dredge (plural dredges)
- Any instrument used to gather or take by dragging; as:
- A dragnet for taking up oysters, etc., from their beds.
- A dredging machine.
- An iron frame, with a fine net attached, used in collecting animals living at the bottom of the sea.
- Very fine mineral matter held in suspension in water.
dragnet — see dragnet
- To make a channel deeper or wider using a dredge.
- To bring something to the surface with a dredge.
- (Usually with up) to unearth.
- to dredge up someone's unsavoury past
- 2017 May 13, Barney Ronay, “Antonio Conte’s brilliance has turned Chelsea’s pop-up team into champions”, in the Guardian:
- Friday night’s crowning victory at The Hawthorns was the 25th in 30 league matches since Antonio Conte’s decisive re-gearing of his team in September, the tactical switches that have coaxed such a thrilling run from this team of bolt-ons and upcycled squad players, most notably Victor Moses, who was dredged out of the laundry bin in the autumn to become a key part of the title surge.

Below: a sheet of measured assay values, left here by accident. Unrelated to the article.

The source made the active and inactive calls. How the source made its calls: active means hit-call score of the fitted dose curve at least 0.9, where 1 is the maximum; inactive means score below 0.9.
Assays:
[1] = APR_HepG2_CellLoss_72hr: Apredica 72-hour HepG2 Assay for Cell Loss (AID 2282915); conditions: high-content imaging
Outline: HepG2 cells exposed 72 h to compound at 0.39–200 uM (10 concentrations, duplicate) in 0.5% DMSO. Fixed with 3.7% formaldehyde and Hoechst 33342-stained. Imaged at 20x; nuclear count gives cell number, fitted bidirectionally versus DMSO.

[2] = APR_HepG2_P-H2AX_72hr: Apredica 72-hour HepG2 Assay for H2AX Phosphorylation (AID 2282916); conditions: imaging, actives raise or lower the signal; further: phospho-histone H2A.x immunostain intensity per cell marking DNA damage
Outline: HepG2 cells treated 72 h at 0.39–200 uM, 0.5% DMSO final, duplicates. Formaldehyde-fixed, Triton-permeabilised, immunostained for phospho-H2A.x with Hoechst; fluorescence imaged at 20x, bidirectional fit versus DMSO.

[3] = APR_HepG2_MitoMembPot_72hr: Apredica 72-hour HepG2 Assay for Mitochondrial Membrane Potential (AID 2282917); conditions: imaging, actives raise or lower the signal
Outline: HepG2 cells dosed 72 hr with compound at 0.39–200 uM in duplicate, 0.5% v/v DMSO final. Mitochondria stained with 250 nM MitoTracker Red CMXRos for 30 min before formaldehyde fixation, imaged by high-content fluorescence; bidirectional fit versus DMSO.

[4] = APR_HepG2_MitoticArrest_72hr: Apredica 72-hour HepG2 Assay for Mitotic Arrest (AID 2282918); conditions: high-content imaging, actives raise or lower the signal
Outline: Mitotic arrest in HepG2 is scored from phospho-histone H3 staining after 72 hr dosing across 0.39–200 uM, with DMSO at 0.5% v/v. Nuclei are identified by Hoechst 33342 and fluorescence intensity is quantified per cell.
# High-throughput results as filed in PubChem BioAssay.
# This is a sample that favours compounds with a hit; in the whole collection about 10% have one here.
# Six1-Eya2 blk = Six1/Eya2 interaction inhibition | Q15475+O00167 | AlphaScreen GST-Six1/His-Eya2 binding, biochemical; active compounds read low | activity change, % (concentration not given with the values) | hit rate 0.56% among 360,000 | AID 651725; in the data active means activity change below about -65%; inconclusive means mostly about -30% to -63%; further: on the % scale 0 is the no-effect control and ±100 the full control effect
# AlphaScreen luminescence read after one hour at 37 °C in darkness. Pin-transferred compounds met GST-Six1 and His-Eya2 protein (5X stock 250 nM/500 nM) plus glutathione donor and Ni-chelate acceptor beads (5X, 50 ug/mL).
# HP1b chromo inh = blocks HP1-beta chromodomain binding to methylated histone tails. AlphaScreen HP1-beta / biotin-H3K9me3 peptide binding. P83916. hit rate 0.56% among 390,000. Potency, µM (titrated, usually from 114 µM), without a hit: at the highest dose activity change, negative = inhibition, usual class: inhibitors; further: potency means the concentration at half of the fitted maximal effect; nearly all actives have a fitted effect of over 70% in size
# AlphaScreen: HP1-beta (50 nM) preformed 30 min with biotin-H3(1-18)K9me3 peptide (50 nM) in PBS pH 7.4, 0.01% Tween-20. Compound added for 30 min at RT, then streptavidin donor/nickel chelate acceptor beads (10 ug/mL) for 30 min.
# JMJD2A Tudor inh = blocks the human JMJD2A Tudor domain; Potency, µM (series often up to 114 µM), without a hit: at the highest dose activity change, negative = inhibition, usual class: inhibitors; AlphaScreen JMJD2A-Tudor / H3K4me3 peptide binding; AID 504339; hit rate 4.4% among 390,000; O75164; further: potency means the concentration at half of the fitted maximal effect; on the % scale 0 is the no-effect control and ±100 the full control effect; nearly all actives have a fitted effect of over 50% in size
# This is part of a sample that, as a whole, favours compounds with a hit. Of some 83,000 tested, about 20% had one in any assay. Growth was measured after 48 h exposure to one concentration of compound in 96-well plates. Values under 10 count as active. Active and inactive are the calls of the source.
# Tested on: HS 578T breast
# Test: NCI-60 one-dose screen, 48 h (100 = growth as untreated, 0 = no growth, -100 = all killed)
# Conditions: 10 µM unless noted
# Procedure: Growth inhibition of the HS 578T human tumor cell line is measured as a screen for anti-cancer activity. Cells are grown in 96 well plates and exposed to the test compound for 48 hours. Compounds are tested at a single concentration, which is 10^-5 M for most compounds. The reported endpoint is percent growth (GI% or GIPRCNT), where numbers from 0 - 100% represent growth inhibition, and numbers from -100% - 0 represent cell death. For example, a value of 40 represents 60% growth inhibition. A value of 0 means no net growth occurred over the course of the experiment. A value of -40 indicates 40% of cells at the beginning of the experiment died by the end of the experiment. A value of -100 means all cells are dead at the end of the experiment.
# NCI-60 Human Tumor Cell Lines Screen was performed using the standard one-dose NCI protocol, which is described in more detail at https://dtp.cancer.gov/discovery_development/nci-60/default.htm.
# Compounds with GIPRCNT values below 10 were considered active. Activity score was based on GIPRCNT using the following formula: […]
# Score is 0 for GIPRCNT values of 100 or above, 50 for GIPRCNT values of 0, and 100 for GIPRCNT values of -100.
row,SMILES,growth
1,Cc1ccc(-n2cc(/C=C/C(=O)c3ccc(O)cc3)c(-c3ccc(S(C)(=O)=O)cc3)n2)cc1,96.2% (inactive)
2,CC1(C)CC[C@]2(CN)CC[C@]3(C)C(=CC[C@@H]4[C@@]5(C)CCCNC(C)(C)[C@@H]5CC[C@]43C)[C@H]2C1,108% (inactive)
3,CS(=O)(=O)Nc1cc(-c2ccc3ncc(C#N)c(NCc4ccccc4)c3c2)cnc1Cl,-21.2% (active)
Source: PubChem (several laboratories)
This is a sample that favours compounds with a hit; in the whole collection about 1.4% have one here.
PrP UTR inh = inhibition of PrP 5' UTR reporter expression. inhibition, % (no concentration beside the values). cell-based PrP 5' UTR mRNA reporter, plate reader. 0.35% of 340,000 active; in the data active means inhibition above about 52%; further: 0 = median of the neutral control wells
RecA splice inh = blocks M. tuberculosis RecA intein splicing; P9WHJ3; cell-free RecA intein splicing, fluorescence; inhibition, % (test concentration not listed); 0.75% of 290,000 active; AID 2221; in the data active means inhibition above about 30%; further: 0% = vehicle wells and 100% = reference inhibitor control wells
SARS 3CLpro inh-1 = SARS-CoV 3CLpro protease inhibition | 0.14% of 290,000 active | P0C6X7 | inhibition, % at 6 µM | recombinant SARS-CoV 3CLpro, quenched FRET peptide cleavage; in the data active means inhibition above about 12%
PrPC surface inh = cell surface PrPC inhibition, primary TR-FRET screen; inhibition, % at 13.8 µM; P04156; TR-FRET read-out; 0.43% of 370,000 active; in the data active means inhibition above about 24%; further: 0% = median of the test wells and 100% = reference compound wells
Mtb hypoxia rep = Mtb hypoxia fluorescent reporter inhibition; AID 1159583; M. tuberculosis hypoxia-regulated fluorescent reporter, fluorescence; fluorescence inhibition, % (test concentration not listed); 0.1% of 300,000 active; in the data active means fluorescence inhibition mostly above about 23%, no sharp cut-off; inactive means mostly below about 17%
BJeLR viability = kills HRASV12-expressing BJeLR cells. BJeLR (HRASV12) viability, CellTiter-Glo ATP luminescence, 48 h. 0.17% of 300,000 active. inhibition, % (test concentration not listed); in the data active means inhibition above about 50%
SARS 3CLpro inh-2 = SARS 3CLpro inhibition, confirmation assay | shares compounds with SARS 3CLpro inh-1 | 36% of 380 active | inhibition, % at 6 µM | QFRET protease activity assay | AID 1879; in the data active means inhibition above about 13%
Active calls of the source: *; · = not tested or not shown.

to make a channel deeper
to bring something to the surface with a dredge
- (cooking, countable) A large shaker for sprinkling spices or seasonings during food preparation.
- (uncountable) A mixture of oats and barley.
- Synonym: bullimong
- 1991, Edward Miller, Joan Thirsk, The Agrarian History of England and Wales: Volume 3, 1348-1500
- It is true that on the boulder clay of south Cambridgeshire they grew dredge, a mixture of oats and barley
- (cooking, transitive) To sprinkle (food) with spices or seasonings, using a dredge.
- Dredge the meat with the flour mixture you prepared earlier.
to coat moistened food with powder
- ^ 1881, Rossiter W. Raymond, A Glossary of Mining and Metallurgical Terms